Editor’s Note: This sponsored content was brought to you by Gateway Village Development Company.
The tourism economy can be a blessing and a curse — it offers a robust job market, a beautiful landscape and limitless outdoor recreation, but tourism also puts a squeeze on local workers by driving up housing prices and overcrowding local towns.
In an effort to contribute solutions to this dilemma, a local development team is taking a regional-based approach by planning a new lifestyle-based community for workers who prefer to live on the shoulders — not in the heart — of bustling mountain resort towns.
Just 20 minutes from Copper Mountain and less than an hour from Vail lies nearly 90 acres of land that could provide a viable solution to the affordable housing crisis. The landowner of this proposed master-planned community is Gateway Village Development Company.
The proposed development, Gateway Village, would add apartments and townhomes — studios, one-, two-, three- and four-bedrooms — to a 45-acre site just north of Leadville (see factbox for pricing). An adjacent 43 acres would serve as open space.
Gateway Village principal owner Steve Smith, a homeowner and part-time resident of Frisco, said more than 70 percent of the workers who live in Lake County commute into Summit and Eagle counties for work — and their housing options have mostly consisted of inventory built from 1870s to the 1960s.
“With the demise of the mining industry and no big mountain on the edge of town for ski lifts, Leadville has graciously aged,” Smith said, “while its neighboring towns to the north have morphed into whatever the tourists need for their vacations.”
For working people
The target market for residents of Gateway Village is the workforce that serves the economies in Summit, Eagle and Lake counties. It has long been a challenge for workers to find affordable, quality housing in the region.
Smith said planning for Gateway Village has successfully completed the first of three phases of local government approval. To navigate the remaining phases, the Gateway Village team wants to hear from local workers on what their needs are for housing. It has started accepting applications for the planned apartments and townhomes.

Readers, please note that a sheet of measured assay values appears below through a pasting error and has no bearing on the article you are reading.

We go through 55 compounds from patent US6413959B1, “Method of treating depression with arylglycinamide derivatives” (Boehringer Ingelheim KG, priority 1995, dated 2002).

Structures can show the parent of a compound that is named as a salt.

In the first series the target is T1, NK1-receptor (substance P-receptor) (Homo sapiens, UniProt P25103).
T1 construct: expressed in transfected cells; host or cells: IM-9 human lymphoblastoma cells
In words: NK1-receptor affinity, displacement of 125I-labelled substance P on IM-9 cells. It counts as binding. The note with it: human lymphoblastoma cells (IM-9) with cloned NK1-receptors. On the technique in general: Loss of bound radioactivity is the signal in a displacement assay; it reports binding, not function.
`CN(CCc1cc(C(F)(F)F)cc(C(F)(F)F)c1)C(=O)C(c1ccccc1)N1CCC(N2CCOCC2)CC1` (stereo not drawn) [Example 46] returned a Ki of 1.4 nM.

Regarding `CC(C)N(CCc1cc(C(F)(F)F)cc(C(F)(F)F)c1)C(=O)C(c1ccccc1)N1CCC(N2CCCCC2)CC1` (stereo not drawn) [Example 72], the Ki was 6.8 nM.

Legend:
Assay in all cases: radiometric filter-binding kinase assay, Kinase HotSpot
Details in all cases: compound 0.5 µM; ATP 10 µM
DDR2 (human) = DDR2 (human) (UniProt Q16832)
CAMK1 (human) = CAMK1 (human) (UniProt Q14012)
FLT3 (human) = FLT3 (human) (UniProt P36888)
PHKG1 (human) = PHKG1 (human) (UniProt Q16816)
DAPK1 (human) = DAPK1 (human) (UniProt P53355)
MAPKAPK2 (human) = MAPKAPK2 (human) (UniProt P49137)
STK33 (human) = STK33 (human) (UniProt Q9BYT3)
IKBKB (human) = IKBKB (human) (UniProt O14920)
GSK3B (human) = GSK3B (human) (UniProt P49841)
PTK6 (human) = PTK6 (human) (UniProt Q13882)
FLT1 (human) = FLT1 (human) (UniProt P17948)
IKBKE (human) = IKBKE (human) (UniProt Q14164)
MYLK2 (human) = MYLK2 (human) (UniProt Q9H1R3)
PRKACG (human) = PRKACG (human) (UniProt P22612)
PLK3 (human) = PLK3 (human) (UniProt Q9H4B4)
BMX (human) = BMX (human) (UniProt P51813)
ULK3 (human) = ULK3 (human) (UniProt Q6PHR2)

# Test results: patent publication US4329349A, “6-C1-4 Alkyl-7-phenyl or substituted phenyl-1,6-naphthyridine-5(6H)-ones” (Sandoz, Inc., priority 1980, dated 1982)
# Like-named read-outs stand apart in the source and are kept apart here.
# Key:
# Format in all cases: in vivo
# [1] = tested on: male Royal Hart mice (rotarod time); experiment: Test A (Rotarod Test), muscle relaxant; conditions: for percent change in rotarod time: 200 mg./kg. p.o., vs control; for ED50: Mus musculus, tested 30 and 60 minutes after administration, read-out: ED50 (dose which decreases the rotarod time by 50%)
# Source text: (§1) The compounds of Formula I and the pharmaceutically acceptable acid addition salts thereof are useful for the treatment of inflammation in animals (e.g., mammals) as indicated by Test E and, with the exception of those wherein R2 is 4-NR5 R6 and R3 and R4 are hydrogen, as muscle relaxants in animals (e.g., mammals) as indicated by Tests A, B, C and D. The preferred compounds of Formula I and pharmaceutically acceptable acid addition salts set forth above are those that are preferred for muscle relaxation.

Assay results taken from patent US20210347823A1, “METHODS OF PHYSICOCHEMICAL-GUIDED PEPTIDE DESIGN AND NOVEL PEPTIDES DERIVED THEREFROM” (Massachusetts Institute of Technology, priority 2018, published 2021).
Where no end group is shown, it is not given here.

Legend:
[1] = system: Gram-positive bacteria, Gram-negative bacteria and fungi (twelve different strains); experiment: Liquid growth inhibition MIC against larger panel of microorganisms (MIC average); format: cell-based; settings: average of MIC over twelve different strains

The Gateway Village team will compile the applications and use this data to determine the mix of housing needed by local workers and to help establish the queue in case there is more demand than supply for this housing. Priority will also be given to public safety and community services workers such as teachers and hospital workers.
“Those folks would go to the top of the line,” Smith said, “our community needs those people here.”
A mountain lifestyle
Gateway Village will deliver high-quality housing at below-market rates, but it’ll also highlight the natural beauty and recreational opportunities in Lake County.
“Gateway Village intends to provide a mountain lifestyle community that will allow and encourage the people who are servicing the tourism industry to be able to get away from the large number of tourists in Eagle and Summit counties,” Smith said.
Smith said a director of outdoor adventures would organize activities for residents and a community center would serve as the base of operations for those adventures.
“We intend to have an active, mountain club-type atmosphere,” Smith said.
An affordable building solution
One of the major challenges of construction in the high country is a short building season and the lack of labor force that is skilled in some of the necessary building specialties. Because of this, construction costs are often much higher than even Denver.
The Gateway Village team believes that modular construction built off-site and transported to Leadville is the answer to keep costs down and construction quality high. Smith said by working with a modular home company, Gateway Village’s construction costs would be significantly below traditional building costs in the region, which equates to below-market rents and sale prices.
Modules are built as if they’re going to be stand-alone structures, meaning the walls are thick and sturdy — and more than able to withstand high country weather conditions. Once transported in, the modules are placed side-by-side and a so-called marriage wall is constructed, which Smith said equates to twice the snow load support than you’d normally get with site-built construction.